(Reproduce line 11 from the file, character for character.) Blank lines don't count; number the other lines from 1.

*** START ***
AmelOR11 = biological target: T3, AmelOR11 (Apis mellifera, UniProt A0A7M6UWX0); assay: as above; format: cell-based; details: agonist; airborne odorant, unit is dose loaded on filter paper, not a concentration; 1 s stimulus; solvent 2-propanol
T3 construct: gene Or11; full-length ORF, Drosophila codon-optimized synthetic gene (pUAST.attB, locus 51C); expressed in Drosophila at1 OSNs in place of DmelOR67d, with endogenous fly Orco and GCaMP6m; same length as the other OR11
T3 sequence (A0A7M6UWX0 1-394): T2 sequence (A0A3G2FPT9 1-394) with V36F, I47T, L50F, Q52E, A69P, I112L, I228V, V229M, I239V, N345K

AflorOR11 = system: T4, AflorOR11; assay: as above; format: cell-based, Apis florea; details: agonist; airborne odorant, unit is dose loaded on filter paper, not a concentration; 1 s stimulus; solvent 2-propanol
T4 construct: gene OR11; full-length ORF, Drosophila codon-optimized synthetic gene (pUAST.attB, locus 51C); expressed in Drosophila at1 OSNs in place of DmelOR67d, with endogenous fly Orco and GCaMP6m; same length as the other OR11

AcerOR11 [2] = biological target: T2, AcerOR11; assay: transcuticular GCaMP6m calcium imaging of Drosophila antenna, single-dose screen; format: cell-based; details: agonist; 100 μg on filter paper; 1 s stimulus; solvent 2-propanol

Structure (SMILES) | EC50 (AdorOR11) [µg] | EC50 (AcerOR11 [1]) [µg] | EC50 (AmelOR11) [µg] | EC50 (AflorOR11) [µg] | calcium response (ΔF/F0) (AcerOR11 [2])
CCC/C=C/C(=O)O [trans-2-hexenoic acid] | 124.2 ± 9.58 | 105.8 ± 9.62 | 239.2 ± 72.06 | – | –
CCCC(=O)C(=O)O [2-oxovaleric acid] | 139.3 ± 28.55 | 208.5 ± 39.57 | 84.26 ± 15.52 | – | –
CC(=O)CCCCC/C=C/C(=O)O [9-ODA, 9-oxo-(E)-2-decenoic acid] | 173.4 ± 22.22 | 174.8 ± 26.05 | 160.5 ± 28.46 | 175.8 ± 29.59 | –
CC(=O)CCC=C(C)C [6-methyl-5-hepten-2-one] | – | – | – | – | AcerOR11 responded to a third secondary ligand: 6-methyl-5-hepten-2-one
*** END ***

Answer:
CC(=O)CCC=C(C)C [6-methyl-5-hepten-2-one] | – | – | – | – | AcerOR11 responded to a third secondary ligand: 6-methyl-5-hepten-2-one